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Wisconsin voters in 11 communities in the April 5 spring election backed a call to amend the U.S. Constitution to overturn the Citizens United ruling by the Supreme Court. — TruthOut.org

11 communities vote for amendment against Citizens United

Wisconsin voters in 11 communities in the April 5 spring election backed a call to amend the U.S. Constitution to overturn the Citizens United ruling by the Supreme Court.

The non-binding referenda passed in Janesville (84 percent), Beloit (74 percent), Platteville (84 percent), Monroe (83 percent), New London (81 percent), Lancaster (85 percent), Brodhead (85 percent), Darlington (81 percent), Clarno (85 percent), York (86 percent) and Belmont (88 percent), according to the grassroots campaign United to Amend and Wisconsin United to Amend.

To date, 72 Wisconsin communities have called for an amendment.

Across the country, 16 legislatures have voted in favor of an amendment, as well as about 700 municipalities.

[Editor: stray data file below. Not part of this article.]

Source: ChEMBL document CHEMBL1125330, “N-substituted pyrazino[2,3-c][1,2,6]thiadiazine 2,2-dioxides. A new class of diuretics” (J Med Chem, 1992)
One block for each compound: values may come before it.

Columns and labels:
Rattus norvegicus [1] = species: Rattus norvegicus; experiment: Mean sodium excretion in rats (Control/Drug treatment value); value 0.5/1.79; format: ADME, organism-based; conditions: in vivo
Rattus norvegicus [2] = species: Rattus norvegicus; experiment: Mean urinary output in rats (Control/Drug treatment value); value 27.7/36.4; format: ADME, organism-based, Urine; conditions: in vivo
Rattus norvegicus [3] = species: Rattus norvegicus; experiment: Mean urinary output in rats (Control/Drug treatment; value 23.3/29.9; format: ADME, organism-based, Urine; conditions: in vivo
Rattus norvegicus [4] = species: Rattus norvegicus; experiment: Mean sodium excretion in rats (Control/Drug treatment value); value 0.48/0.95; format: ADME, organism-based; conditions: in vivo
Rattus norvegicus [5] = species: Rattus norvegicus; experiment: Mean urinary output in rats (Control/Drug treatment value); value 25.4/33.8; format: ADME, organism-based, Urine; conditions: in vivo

Ray Spellman, who led the campaign in Darlington said, "We are extremely pleased that these referenda passed by such high margins. This clearly demonstrates the will of the people. It is time for our state representatives to put this resolution to a statewide vote, and to move towards sending a resolution from Wisconsin to the U.S. Congress."

Four in five Americans — including 80 percent of Republicans — oppose the Supreme Court’s Citizens United v. FEC decision, according to a Bloomberg poll.

A New York Times/CBS poll in June found 85 percent of Americans — including majorities of Democrats, Republicans and Independents — believe campaign finance system must be fundamentally changed or rebuilt.

Polls consistently show widespread agreement among Democrats, Independents, and Republicans that the campaign finance system is corrupt.

“It is now obvious that we are losing our democracy,” said Nettie McGee of Outagamie County. “The huge money in our political system buys our elections and politicians."

1 comment

  1. Jim Crist 6 April, 2016 at 18:32 Reply

    Credit should also go to the statewide volunteer group Wisconsin United To Amend (wiuta.org), which advised local citizen groups in these 11 communites on how to get these resolutions on the ballot. If you’d like your community to be on record against the corruption and legalized bribery that is rampant in our election process, please email .

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